Richard Pratt and Peter Larkham
There certainly is a lead to be taken [in sustainability]. That lead should not only be taken in the form of guidance for the planning profession in practice, it should also be taken in the academic institutions where planning professionals are taught. If we do not grasp the nettle now, the repercussions in future years could be disastrous. (Moore, 1995, p. 27)
In the UK, from time to time, planning has been asked to provide the gateway to the New Jerusalem. There has been a continuing Utopian strand of town planning from Ebenezer Howard through to the creation of the postwar planning system (Hardy, 1991). An understanding of this history should have important lessons for current challenges, which include sustainability and what has been suggested as its key urban corollary, the 'compact city'.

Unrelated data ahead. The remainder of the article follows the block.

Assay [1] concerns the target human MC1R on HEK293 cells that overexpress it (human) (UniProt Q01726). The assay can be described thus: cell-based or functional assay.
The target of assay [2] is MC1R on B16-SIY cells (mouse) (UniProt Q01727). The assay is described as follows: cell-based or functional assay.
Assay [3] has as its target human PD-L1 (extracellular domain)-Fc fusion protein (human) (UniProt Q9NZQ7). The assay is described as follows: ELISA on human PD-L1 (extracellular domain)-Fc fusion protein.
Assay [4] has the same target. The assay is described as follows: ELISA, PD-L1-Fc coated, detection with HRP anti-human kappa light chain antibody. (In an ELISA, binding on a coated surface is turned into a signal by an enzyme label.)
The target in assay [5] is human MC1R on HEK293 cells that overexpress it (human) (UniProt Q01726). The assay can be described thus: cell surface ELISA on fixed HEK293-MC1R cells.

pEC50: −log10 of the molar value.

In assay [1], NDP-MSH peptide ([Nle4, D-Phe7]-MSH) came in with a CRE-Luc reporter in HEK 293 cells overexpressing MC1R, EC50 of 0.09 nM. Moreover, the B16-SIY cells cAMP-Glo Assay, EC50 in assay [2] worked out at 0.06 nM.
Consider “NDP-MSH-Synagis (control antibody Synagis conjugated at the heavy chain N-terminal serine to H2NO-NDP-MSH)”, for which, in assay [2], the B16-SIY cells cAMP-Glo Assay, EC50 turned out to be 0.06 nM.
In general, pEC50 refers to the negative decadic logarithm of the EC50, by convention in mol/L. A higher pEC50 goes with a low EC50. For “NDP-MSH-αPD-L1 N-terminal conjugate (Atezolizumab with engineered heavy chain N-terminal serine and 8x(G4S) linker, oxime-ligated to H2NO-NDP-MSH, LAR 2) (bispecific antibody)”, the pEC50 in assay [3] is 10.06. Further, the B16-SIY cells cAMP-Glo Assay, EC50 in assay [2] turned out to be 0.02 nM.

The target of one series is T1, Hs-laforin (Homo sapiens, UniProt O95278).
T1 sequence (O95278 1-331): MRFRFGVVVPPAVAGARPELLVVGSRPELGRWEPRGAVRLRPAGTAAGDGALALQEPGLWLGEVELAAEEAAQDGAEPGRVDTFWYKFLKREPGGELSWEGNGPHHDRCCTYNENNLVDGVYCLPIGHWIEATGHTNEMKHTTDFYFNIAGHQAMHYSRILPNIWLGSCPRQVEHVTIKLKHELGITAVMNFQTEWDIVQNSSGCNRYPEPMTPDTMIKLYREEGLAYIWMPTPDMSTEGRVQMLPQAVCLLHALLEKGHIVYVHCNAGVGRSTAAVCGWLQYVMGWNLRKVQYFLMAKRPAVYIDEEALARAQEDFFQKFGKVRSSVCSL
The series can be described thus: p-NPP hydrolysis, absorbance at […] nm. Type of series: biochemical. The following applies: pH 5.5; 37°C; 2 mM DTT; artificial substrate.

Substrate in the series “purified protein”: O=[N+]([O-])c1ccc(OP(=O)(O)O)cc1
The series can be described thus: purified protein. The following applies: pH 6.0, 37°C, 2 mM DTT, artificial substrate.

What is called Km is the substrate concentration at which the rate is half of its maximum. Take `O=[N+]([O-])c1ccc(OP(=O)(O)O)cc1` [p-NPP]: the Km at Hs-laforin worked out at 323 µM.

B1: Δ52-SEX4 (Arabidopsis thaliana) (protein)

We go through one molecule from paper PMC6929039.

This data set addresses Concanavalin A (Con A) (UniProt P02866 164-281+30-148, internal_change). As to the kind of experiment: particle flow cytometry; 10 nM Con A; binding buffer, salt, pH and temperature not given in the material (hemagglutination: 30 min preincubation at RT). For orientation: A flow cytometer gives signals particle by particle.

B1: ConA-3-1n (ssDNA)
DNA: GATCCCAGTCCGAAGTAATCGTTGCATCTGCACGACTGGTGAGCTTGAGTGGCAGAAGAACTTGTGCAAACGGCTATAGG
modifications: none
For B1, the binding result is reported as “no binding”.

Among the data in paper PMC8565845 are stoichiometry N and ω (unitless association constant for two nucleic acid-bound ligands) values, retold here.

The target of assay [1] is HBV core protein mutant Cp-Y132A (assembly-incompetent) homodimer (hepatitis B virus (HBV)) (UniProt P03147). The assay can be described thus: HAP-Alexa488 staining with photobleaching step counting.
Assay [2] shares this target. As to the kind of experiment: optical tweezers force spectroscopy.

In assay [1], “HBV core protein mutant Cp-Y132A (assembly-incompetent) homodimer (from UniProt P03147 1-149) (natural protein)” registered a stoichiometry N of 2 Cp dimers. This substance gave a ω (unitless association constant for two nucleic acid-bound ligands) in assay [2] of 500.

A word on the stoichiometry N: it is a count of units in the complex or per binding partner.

Whilst not yet at the same feverish pitch of the discussion of 'ribbon development' during the 1930s, the current language about quality in town and country does share some characteristics with the rhetoric of that time (Ashworth, 1954; Bedarida, 1979; Cherry, 1988; Hague, 1984; Hardy, 1991; Ward, 1994). The 1929 Labour Government had attempted to establish more strategic policies through the setting-up of three committees, namely the Committee of Inquiry into National Parks (under Addison), the Chelmsford Committee on Rural Development and the Marley Committee on Garden Cities and Satellite Towns. The containment of urban England became a major issue of the 1930s. It is further worth recalling that the Council for the Preservation of Rural England had been founded in 1926, and greatly informed these debates as it still does today (as the Council for the Protection of Rural England). Recalling 'a sense of patrician disdain for the bargain basement environmental quality of nascent consumer capitalism', Hague (1984) analysed the social forces that combined to facilitate the passing of the 1932 Town and Country Planning Act. This Act led to Town Planning Schemes covering 3.64 million ha. by 1933, extending to